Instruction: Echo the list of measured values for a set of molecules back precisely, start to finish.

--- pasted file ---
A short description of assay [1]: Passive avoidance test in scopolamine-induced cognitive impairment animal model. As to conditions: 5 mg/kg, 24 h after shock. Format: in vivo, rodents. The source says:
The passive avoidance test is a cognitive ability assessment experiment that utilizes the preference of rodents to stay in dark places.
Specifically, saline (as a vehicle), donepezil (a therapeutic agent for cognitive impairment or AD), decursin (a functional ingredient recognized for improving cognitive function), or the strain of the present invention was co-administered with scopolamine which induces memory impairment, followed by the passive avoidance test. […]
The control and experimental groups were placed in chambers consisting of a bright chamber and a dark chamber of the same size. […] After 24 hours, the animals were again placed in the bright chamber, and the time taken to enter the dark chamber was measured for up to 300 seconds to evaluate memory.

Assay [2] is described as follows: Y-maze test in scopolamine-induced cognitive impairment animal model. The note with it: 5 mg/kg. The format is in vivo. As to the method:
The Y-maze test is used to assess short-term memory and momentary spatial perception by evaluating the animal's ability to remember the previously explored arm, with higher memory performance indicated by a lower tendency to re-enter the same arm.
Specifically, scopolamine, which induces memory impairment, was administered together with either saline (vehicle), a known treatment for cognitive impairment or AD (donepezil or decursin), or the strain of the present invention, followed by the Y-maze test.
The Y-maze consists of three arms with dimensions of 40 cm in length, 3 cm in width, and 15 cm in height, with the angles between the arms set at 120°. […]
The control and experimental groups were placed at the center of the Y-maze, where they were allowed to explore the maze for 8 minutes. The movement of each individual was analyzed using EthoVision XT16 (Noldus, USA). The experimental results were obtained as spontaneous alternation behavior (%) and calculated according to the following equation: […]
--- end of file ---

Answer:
A short description of assay [1]: Passive avoidance test in scopolamine-induced cognitive impairment animal model. As to conditions: 5 mg/kg, 24 h after shock. Format: in vivo, rodents. The source says:
The passive avoidance test is a cognitive ability assessment experiment that utilizes the preference of rodents to stay in dark places.
Specifically, saline (as a vehicle), donepezil (a therapeutic agent for cognitive impairment or AD), decursin (a functional ingredient recognized for improving cognitive function), or the strain of the present invention was co-administered with scopolamine which induces memory impairment, followed by the passive avoidance test. […]
The control and experimental groups were placed in chambers consisting of a bright chamber and a dark chamber of the same size. […] After 24 hours, the animals were again placed in the bright chamber, and the time taken to enter the dark chamber was measured for up to 300 seconds to evaluate memory.

Assay [2] is described as follows: Y-maze test in scopolamine-induced cognitive impairment animal model. The note with it: 5 mg/kg. The format is in vivo. As to the method:
The Y-maze test is used to assess short-term memory and momentary spatial perception by evaluating the animal's ability to remember the previously explored arm, with higher memory performance indicated by a lower tendency to re-enter the same arm.
Specifically, scopolamine, which induces memory impairment, was administered together with either saline (vehicle), a known treatment for cognitive impairment or AD (donepezil or decursin), or the strain of the present invention, followed by the Y-maze test.
The Y-maze consists of three arms with dimensions of 40 cm in length, 3 cm in width, and 15 cm in height, with the angles between the arms set at 120°. […]
The control and experimental groups were placed at the center of the Y-maze, where they were allowed to explore the maze for 8 minutes. The movement of each individual was analyzed using EthoVision XT16 (Noldus, USA). The experimental results were obtained as spontaneous alternation behavior (%) and calculated according to the following equation: […]